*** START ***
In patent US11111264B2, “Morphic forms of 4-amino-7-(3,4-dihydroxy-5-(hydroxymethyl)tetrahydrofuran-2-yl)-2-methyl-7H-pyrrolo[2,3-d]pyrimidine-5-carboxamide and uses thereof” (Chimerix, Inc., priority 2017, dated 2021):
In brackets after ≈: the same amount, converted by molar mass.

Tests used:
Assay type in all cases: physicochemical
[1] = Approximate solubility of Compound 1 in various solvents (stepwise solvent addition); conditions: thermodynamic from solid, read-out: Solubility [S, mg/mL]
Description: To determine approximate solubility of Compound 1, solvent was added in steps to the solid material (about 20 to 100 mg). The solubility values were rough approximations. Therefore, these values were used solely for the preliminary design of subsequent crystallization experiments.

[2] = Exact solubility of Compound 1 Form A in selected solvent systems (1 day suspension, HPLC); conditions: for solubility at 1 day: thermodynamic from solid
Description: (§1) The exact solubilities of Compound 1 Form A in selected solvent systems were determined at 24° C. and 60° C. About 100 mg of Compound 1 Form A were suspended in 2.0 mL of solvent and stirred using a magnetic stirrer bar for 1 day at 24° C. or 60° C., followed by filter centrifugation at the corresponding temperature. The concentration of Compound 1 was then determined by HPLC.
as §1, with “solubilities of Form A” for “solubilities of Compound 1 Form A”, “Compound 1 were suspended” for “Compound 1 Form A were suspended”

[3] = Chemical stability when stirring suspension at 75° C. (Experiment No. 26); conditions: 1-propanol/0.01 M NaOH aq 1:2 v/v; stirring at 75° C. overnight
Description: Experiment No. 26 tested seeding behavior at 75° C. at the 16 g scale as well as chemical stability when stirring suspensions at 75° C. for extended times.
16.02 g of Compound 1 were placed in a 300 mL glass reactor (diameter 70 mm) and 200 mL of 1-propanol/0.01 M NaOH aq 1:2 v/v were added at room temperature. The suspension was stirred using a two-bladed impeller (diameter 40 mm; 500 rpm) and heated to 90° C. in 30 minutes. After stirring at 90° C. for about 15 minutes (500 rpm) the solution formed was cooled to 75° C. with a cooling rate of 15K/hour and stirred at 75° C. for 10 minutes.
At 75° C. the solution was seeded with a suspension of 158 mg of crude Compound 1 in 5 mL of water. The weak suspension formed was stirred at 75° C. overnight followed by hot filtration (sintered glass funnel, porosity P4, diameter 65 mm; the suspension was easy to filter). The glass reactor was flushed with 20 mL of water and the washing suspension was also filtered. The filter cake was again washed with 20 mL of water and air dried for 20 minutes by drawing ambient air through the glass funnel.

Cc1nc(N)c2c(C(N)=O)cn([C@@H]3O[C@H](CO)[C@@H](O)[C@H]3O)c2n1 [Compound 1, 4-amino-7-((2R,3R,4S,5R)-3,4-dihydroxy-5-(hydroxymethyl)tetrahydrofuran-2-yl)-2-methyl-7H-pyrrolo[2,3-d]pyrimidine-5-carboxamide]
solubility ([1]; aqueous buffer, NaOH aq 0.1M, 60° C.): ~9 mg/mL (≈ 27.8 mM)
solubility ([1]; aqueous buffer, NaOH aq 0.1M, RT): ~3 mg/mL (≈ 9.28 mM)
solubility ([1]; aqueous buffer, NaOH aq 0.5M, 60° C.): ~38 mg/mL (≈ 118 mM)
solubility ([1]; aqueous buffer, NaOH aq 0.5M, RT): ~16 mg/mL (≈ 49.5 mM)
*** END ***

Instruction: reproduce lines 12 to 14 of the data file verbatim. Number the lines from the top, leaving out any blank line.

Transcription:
16.02 g of Compound 1 were placed in a 300 mL glass reactor (diameter 70 mm) and 200 mL of 1-propanol/0.01 M NaOH aq 1:2 v/v were added at room temperature. The suspension was stirred using a two-bladed impeller (diameter 40 mm; 500 rpm) and heated to 90° C. in 30 minutes. After stirring at 90° C. for about 15 minutes (500 rpm) the solution formed was cooled to 75° C. with a cooling rate of 15K/hour and stirred at 75° C. for 10 minutes.
At 75° C. the solution was seeded with a suspension of 158 mg of crude Compound 1 in 5 mL of water. The weak suspension formed was stirred at 75° C. overnight followed by hot filtration (sintered glass funnel, porosity P4, diameter 65 mm; the suspension was easy to filter). The glass reactor was flushed with 20 mL of water and the washing suspension was also filtered. The filter cake was again washed with 20 mL of water and air dried for 20 minutes by drawing ambient air through the glass funnel.

Cc1nc(N)c2c(C(N)=O)cn([C@@H]3O[C@H](CO)[C@@H](O)[C@H]3O)c2n1 [Compound 1, 4-amino-7-((2R,3R,4S,5R)-3,4-dihydroxy-5-(hydroxymethyl)tetrahydrofuran-2-yl)-2-methyl-7H-pyrrolo[2,3-d]pyrimidine-5-carboxamide]